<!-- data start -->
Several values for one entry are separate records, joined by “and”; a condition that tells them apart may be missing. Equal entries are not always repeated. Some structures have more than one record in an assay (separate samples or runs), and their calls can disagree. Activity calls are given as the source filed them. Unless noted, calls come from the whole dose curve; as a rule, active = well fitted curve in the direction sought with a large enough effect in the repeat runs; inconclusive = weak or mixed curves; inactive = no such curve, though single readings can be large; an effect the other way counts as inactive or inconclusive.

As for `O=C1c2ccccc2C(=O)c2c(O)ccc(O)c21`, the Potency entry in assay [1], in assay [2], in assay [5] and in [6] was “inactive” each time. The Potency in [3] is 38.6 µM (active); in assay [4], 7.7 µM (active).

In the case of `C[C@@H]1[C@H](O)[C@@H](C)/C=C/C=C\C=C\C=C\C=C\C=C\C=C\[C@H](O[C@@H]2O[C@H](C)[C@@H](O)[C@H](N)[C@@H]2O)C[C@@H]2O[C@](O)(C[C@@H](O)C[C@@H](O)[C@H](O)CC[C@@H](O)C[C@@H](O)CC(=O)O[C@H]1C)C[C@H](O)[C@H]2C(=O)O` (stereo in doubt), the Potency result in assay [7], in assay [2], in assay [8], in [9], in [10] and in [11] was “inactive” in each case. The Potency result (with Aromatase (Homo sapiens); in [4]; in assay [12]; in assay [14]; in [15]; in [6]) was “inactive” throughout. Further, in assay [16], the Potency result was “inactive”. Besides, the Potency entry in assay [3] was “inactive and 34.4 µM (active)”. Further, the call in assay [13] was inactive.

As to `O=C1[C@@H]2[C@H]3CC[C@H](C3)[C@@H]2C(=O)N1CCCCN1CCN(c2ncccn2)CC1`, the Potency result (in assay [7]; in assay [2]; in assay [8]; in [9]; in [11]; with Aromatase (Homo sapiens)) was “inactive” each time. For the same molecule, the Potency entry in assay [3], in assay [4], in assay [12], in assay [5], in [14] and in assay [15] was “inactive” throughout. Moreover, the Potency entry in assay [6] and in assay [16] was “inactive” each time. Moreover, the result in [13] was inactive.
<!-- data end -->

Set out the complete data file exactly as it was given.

Several values for one entry are separate records, joined by “and”; a condition that tells them apart may be missing. Equal entries are not always repeated. Some structures have more than one record in an assay (separate samples or runs), and their calls can disagree. Activity calls are given as the source filed them. Unless noted, calls come from the whole dose curve; as a rule, active = well fitted curve in the direction sought with a large enough effect in the repeat runs; inconclusive = weak or mixed curves; inactive = no such curve, though single readings can be large; an effect the other way counts as inactive or inconclusive.

As for `O=C1c2ccccc2C(=O)c2c(O)ccc(O)c21`, the Potency entry in assay [1], in assay [2], in assay [5] and in [6] was “inactive” each time. The Potency in [3] is 38.6 µM (active); in assay [4], 7.7 µM (active).

In the case of `C[C@@H]1[C@H](O)[C@@H](C)/C=C/C=C\C=C\C=C\C=C\C=C\C=C\[C@H](O[C@@H]2O[C@H](C)[C@@H](O)[C@H](N)[C@@H]2O)C[C@@H]2O[C@](O)(C[C@@H](O)C[C@@H](O)[C@H](O)CC[C@@H](O)C[C@@H](O)CC(=O)O[C@H]1C)C[C@H](O)[C@H]2C(=O)O` (stereo in doubt), the Potency result in assay [7], in assay [2], in assay [8], in [9], in [10] and in [11] was “inactive” in each case. The Potency result (with Aromatase (Homo sapiens); in [4]; in assay [12]; in assay [14]; in [15]; in [6]) was “inactive” throughout. Further, in assay [16], the Potency result was “inactive”. Besides, the Potency entry in assay [3] was “inactive and 34.4 µM (active)”. Further, the call in assay [13] was inactive.

As to `O=C1[C@@H]2[C@H]3CC[C@H](C3)[C@@H]2C(=O)N1CCCCN1CCN(c2ncccn2)CC1`, the Potency result (in assay [7]; in assay [2]; in assay [8]; in [9]; in [11]; with Aromatase (Homo sapiens)) was “inactive” each time. For the same molecule, the Potency entry in assay [3], in assay [4], in assay [12], in assay [5], in [14] and in assay [15] was “inactive” throughout. Moreover, the Potency entry in assay [6] and in assay [16] was “inactive” each time. Moreover, the result in [13] was inactive.